Usually there is always that one Anime that everyone says you should watch and tells you how potentially awesome it is. I try to avoid that often, because 90% of the time I will go into something with high expectations only to be disappointed in the end. There have been various shows that I watched based on suggestions and was happily surprised with them (Noragami, Miss Kobayashi’s Dragon Maid, Himoto Umaru Chan, just to name a few).
Then there is the occasion few that I’ll watch because it’s plastered everywhere for various reasons (especially one of those reasons being high praise), and eventually I get around to watching said show after finishing off something higher on my list. So I decided to finally watch Darling in the Franxx. Even though this show was from the spring 2018 season, I didn’t get around to it just now. It took me about two weeks to get through 24 episodes, finishing the last two this weekend. While the show is beautifully animated, it is not without it’s flaws, especially with it’s plot and it’s similarity to another Anime that I watched in the 90’s that is far superior to this one.
Here is my review of Darling in the Franxx.
*WARNING: POSSIBLE SPOILERS AHEAD. PLEASE STOP READING IF YOU PLAN TO WATCH THE SERIES.*
In the early 21st Century, human civilization accelerates due to findings in mining technology, especially for the use of magma for energy. The scientists who make the discovery form the organization APE, and gain global and political influence from it. Magma is used for practically everything, including becoming the source for human immortality. Immortality comes at price, as human reproductive organs lose their function as a side effect.
Years after the discovery of Magma energy, beings called “Klaxosaurs” come to the surface and attack humanity. Humans leave the surface, and use their new technology to create mobile cities called “Plantations,” and robots called “Franxx,” to fight the Klaxosaur invasion. Franxx’s can only be piloted by children or “Parasites” as they are refereed to, long lost since Immortality became the rage. Children are now cloned and raised in “Birdcages,” being tested and trained in hopes of piloting one of the robots.
The show begins with Squad 13, a group of pre-teens chosen like so many before them to pilot the Franxx, as commanded by “Papa,” the leader of APE.
One of the squad members, Hiro, fails his synchronization (see where I’m getting at with the reference) with his partner Naomi, and may not be able to pilot a Franxx with his squad. Later he meets (a very naked) girl named Zero Two, who claims Hiro is her “Darling,” and tells him she wants him to pilot her Franxx. But rumor has it that if a pilot flies with her three times, they die.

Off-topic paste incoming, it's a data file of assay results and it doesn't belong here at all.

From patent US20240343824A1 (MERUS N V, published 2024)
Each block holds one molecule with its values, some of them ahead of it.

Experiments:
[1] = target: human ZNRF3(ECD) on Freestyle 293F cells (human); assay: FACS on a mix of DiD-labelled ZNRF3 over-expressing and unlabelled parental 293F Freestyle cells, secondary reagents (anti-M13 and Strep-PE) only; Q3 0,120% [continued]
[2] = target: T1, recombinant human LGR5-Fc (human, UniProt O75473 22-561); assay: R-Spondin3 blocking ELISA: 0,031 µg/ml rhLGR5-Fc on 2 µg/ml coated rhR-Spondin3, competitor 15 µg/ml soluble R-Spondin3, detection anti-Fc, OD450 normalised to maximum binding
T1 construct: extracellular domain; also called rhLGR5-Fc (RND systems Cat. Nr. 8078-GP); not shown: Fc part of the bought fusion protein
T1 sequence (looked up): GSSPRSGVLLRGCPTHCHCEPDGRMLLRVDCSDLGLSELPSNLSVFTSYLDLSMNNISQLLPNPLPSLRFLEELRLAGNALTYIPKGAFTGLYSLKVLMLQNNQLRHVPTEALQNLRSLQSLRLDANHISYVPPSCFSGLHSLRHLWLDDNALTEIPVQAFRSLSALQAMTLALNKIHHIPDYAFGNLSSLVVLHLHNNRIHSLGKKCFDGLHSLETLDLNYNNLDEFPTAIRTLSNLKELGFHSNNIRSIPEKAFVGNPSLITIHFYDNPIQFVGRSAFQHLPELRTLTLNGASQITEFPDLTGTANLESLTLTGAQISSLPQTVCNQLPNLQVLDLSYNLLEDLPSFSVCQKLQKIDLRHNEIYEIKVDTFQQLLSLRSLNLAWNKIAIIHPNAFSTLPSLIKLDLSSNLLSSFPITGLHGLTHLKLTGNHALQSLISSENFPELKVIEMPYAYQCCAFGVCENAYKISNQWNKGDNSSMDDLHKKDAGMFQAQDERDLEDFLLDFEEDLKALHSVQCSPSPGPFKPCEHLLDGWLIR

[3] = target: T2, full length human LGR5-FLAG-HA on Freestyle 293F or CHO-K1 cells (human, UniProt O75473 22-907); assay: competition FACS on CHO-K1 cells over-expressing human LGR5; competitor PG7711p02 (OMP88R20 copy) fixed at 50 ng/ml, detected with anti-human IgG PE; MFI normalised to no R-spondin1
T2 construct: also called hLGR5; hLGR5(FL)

Both opening sequences for this show are absolutely beautiful and fantastic. Both openings include remixes of the same song, “Kiss of Death,” sung by Mika Nakashima, and was produced by the J-Rock star Hyde. The colors alone make them pop, even though most of what was used was just blue and red.
Sequence one is in red and shows a good introduction of what is in store for the viewer. The red focuses mostly on the representation of Zero Two and her connection to Hiro.
Sequence two is in blue, and covers most of the changes to the teens of Squad 13, plus the implication on Hiro’s transformation due to Zero Two’s “Kalxosaur” DNA.
For anyone who has seen an Anime from Studio Trigger and/or A-1 Pictures, you’ll know that it will look colorful, clean, detailed and just overall amazing. There is minimal CG usage (mostly for battle sequences), and is hand drawn. Colors pop, especially in reference to Zero Two and Squad 13. Backgrounds are well detailed, especially that of Squad 13 home on Plantation.
Even the robots are well detailed, especially in close up battle shots. All of the robots have unique designs based on the pairings of Squad 13.
Coming of Age:
One of the only plot lines I really liked in the series it that of it’s “coming of age” storyline for Squad 13. Squad 13 is unique and is treated special, unlike previous squads before them. Dr. Franxx (creator of the Franxx and it’s operating system), makes sure that the APE organization does little to interfere with their emotional growth. Things do get complicated, especially when it comes to feelings and the discovery to them that humans many years ago used to give birth to children, throwing a wrench in their views on where they actually came from. And there is also conflict with Squad 13 when they question if they’ll live to be adults. Adults in this world live separate to the “Parasites” in deep Magma powered cities inside the Plantations, and one of the squad has dreams of living in the city when he is an adult. Most of their aspirations get squashed as they realize they could die in battle in their robots, and “Papa” does not give an absolute answer on whether or not they’ll survive to adulthood when questioned about it.